Other nations teach their children to be proud of their heritage. Why shouldn't we?

These books will be used for the next ten years. And by the time this issue is revisited then, these books will be allowed to stand and more of our history will be lost.

I'm a huge American history lover. And this breaks my heart. We must stand up and make sure our children are taught who we are. And to learn that, they must know who we WERE. Rewriting history is an insult to the men and women who paid with their blood to give us the country we have today.

The board's next meeting is in March and the final reading and adoption of the social studies guidelines will be in May. There are fifteen people on this board who are deciding what textbooks across this nation will be saying. That means they only need a majority of 8 people to decide whether or not to rewrite our country's history.

Stand up and let them hear from you. Email them with your opinion at

And if you stayed with me through my rant, thank you!

Monday, February 01, 2010

History Day......

Here we are again.....Now, let us all pause for a moment, glance at the gorgeous man on the left and wait for it... sigh. On this day in 1901, Rhett Butler (Clark Gable) was born in Cadiz, Ohio.

As a romance writer, I've got to say, there haven't been many romance heroes as great as Rhett. (Scarlett? You'd never get away with a heroine as skanky and selfish as her these days!) But Rhett is still the Man.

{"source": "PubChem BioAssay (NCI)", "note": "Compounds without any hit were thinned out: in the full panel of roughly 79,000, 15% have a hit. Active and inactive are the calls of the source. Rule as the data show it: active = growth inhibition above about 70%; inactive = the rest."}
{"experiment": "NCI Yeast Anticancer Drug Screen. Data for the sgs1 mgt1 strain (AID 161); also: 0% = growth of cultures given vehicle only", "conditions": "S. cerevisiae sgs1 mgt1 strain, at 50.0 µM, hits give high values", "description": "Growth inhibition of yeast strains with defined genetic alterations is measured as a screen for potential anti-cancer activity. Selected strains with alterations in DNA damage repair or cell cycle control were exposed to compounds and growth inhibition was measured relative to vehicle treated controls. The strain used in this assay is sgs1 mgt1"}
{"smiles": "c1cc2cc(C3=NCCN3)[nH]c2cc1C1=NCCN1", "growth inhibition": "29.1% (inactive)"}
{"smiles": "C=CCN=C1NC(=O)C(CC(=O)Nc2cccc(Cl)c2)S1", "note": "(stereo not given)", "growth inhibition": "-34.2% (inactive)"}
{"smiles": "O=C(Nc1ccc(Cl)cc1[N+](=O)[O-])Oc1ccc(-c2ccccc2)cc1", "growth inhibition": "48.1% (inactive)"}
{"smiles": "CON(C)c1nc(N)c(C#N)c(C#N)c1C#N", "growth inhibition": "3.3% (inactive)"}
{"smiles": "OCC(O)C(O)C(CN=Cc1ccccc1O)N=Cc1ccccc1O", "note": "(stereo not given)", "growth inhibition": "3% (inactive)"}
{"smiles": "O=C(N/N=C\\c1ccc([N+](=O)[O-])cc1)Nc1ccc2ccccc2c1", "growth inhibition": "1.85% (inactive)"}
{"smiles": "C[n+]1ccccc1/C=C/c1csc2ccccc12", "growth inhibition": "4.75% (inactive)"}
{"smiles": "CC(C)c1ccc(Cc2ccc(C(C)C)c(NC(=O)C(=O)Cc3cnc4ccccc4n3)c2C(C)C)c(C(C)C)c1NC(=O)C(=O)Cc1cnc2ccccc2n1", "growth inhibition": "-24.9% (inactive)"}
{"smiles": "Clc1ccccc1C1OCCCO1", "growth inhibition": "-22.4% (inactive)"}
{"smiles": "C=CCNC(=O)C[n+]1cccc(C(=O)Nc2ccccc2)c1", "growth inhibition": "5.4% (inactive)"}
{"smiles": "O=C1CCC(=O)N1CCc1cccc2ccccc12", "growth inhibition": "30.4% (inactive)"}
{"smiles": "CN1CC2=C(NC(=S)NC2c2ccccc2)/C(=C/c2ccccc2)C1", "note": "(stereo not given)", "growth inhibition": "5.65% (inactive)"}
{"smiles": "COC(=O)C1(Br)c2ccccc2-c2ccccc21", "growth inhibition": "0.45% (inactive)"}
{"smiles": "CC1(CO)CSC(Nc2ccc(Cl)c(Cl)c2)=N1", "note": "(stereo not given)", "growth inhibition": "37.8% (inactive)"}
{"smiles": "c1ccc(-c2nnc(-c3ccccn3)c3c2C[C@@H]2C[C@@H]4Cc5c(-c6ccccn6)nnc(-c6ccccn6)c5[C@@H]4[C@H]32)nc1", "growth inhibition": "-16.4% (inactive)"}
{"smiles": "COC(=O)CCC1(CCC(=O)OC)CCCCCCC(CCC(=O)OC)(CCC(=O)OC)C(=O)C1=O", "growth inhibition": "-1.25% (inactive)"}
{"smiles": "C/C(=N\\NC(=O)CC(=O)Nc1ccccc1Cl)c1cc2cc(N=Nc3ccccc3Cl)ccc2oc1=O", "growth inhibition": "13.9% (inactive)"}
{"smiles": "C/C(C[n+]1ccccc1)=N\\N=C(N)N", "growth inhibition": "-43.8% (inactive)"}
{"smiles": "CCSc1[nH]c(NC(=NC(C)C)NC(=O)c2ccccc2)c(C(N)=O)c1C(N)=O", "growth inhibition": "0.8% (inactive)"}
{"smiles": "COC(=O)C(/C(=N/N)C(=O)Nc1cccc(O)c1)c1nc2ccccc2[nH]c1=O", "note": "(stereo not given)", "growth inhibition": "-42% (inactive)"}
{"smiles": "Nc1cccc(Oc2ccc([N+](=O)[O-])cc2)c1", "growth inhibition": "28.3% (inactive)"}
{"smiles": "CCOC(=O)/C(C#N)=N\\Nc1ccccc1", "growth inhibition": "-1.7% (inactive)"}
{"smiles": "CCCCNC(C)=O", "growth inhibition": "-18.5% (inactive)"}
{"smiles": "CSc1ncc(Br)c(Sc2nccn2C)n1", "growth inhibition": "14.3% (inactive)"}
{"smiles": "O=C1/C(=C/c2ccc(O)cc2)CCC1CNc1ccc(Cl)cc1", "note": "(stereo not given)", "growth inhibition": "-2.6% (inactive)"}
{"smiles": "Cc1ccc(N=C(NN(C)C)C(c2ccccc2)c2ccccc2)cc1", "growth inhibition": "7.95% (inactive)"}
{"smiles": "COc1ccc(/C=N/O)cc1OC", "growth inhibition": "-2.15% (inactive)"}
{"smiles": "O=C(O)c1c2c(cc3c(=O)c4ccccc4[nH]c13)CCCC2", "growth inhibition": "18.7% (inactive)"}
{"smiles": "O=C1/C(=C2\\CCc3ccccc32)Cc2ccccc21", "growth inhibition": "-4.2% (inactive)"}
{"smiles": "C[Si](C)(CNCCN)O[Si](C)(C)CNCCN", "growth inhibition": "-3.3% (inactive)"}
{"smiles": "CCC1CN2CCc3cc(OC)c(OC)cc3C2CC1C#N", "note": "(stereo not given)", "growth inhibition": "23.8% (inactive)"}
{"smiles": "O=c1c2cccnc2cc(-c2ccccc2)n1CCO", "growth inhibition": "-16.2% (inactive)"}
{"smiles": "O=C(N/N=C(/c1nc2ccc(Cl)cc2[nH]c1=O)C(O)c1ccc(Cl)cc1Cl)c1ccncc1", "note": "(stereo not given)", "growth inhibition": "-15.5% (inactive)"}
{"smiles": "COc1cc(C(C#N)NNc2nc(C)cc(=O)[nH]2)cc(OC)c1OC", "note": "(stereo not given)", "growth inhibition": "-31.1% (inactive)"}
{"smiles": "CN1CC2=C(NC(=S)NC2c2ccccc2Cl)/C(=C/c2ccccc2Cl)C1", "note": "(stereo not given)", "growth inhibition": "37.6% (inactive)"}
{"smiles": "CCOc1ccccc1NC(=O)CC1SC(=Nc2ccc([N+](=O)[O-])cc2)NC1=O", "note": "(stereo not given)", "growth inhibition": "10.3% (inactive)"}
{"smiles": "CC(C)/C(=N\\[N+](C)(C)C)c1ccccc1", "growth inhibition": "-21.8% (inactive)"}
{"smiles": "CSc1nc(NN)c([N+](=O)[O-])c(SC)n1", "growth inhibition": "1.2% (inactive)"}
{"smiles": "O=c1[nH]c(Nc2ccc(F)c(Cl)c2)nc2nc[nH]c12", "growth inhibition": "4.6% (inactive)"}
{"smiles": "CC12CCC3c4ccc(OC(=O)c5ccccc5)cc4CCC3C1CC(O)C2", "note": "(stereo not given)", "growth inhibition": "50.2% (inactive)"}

In other news...

1788, Isaac Briggs and William Longstreet patented the steamboat.

1793, Ralph Hodgson, of Lansingburg, NY patented a truly great invention, Oiled Silk

1862, The Battlehymn of the Republic was first published in Atlantic Monthly. Julia Ward Howe wrote the lyrics to the tune of another song called John Brown's Body. Julia's song is still being sung.

1911, the first old age home for Pioneers was opened in Prescott, Arizona (and Clark Gable was 10)

1939, Benny Goodman's orchestra recorded And the Angels Sing (and Clark Gable brought Rhett to life in Gone With the Wind)

1949, a new fangled record and the machine to play it on debuted. 45's started a revolution, especially with the latest kind of music, Rock and Roll.

1968, Elvis Presley's daughter Lisa was born (Happy Birthday Lisa!)

1971, the soundtrack of the movie Love Story went gold today. (And contrary to the movies' claim, love actually means having to say you're sorry over and over and over again)

1987, Terry Williams of Los Gatos, CA, won the largest slot machine payoff to that time. He got 4 lucky 7's and pocketed 4.9 million. (wonder how long he managed to hold onto it...)

1992, President George Bush and Russian President Boris Yeltsin signed an agreement that officially marked the end of the Cold War.

That's it for me........let's hear it you guys. What've you got?